The study aimed to assess the impact of intensive lipid lowering with simvastatin 80mg versus standard therapy with simvastatin 20mg and folic acid supplementation in patients who have had a heart attack.
The study recruited 12,000 participants with 6,000 being randomly assigned to treatment with intensive or standard statin therapy. The study ran for an average of 6.7 years. The intensive treatment produced a reduced level of low-density lipoprotein cholesterol (LDL-C) by 0.35mmol/L. This reduction was associated with a 6% reduction in heart attacks, stroke and revascularisation procedures although this was not statistically significant. The study also found that there was no benefit from folic acid or vitamin B12 supplementation in the prevention of heart attacks or strokes.
The press release states that the study results, although not statistically significant, are consistent with data from meta-analysis showing a 0.35mmol/L reduction in LDL-C is associated with a relative risk reduction of 6-7% and therefore supports the assertion at lower LDL-C is better.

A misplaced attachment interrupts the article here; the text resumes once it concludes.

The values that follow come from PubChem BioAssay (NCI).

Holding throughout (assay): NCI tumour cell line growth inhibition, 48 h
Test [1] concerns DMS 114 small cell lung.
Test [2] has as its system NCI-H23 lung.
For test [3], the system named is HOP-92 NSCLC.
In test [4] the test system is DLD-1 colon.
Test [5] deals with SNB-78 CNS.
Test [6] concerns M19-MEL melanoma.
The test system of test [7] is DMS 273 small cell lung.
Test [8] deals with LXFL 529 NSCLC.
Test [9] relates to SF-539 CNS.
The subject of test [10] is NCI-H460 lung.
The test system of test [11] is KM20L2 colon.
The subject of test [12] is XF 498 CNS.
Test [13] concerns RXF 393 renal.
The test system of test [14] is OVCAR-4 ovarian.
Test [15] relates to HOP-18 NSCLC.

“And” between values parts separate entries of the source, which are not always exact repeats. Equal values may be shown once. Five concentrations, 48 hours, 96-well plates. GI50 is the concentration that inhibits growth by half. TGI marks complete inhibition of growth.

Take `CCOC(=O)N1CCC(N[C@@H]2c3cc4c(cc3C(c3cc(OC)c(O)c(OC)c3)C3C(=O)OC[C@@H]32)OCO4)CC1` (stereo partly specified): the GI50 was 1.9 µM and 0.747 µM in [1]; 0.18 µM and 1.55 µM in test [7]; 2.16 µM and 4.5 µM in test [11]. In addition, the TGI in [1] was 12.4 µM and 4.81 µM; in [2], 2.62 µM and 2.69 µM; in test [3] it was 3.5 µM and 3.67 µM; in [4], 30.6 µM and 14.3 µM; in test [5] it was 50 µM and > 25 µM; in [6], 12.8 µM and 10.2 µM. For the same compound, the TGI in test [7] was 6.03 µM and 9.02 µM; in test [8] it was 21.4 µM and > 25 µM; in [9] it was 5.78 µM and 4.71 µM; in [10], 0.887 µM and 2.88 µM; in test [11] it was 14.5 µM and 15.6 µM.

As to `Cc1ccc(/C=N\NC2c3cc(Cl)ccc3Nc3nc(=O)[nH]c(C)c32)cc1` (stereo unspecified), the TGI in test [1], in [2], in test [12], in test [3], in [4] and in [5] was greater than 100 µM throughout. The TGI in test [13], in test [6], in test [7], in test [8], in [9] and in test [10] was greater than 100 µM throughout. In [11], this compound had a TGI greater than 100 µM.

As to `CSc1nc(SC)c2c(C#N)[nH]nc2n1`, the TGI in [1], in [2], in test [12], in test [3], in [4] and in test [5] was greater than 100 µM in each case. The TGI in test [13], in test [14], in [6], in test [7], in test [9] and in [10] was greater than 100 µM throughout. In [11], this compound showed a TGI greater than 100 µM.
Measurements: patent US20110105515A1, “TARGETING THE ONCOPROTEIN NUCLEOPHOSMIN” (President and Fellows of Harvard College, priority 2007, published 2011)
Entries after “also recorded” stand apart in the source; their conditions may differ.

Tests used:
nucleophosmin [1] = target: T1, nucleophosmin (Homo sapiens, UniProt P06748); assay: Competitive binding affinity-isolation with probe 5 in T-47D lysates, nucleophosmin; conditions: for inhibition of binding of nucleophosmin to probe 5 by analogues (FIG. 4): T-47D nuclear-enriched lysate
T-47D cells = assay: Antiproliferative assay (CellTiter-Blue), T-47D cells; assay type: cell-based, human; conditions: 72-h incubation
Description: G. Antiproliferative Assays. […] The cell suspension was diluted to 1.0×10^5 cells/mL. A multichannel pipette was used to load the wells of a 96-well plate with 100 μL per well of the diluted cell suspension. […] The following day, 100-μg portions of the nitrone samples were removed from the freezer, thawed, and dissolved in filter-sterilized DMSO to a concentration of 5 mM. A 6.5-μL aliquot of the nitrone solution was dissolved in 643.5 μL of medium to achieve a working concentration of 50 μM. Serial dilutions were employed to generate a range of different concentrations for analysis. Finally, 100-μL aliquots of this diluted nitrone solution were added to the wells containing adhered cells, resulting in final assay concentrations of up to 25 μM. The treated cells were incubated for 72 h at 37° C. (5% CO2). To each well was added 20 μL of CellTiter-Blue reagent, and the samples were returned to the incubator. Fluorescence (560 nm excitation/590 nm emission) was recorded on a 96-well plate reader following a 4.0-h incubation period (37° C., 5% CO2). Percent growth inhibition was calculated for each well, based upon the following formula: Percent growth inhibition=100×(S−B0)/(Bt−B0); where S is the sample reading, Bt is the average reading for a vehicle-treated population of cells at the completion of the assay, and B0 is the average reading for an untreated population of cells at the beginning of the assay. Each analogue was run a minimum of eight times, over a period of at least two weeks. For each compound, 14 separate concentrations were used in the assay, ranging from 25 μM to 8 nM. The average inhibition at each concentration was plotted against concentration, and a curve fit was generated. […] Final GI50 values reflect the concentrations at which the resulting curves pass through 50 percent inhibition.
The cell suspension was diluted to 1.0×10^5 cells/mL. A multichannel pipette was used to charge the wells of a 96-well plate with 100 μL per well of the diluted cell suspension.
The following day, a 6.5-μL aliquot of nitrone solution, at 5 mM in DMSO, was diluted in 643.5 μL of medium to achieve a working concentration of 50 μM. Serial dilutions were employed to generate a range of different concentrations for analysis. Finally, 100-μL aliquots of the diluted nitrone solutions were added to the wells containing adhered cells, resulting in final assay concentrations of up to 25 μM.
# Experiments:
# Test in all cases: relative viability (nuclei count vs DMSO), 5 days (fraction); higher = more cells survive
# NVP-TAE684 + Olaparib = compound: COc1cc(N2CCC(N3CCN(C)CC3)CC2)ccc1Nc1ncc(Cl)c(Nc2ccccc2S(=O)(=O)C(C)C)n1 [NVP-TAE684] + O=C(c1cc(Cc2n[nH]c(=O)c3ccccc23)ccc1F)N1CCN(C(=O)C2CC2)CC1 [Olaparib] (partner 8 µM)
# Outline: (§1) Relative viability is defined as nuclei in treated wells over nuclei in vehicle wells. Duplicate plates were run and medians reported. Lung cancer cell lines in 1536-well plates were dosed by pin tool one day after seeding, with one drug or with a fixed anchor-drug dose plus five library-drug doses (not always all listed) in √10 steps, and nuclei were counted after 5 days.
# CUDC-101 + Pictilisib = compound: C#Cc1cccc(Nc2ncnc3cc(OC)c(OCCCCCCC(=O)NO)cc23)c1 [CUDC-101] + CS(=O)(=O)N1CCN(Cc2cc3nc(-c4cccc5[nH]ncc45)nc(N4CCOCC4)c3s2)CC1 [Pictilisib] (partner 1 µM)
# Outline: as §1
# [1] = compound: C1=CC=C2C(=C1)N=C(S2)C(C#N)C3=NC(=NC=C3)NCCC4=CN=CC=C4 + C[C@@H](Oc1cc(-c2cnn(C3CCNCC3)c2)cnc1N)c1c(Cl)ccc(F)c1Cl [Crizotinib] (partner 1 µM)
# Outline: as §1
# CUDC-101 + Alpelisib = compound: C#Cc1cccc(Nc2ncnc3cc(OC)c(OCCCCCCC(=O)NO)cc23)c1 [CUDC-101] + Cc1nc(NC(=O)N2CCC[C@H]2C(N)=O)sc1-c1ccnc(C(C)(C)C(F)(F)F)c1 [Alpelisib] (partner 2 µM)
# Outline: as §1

However, it is also notable that during the study 3 patients treated with simvastatin 20mg developed myopathy while 53 developed this adverse drug reaction while taking simvastatin 80mg. This is a relative risk increase of 1667%.
Action: Clinicians should consider the absolute benefit that an individual patient could expect to achieve from additional cholesterol lowering before increasing statin therapy. This absolute benefit should be balanced against the increased risk of side effects and the potential benefits of other interventions (for example smoking cessation, lifestyle changes and blood pressure reduction).
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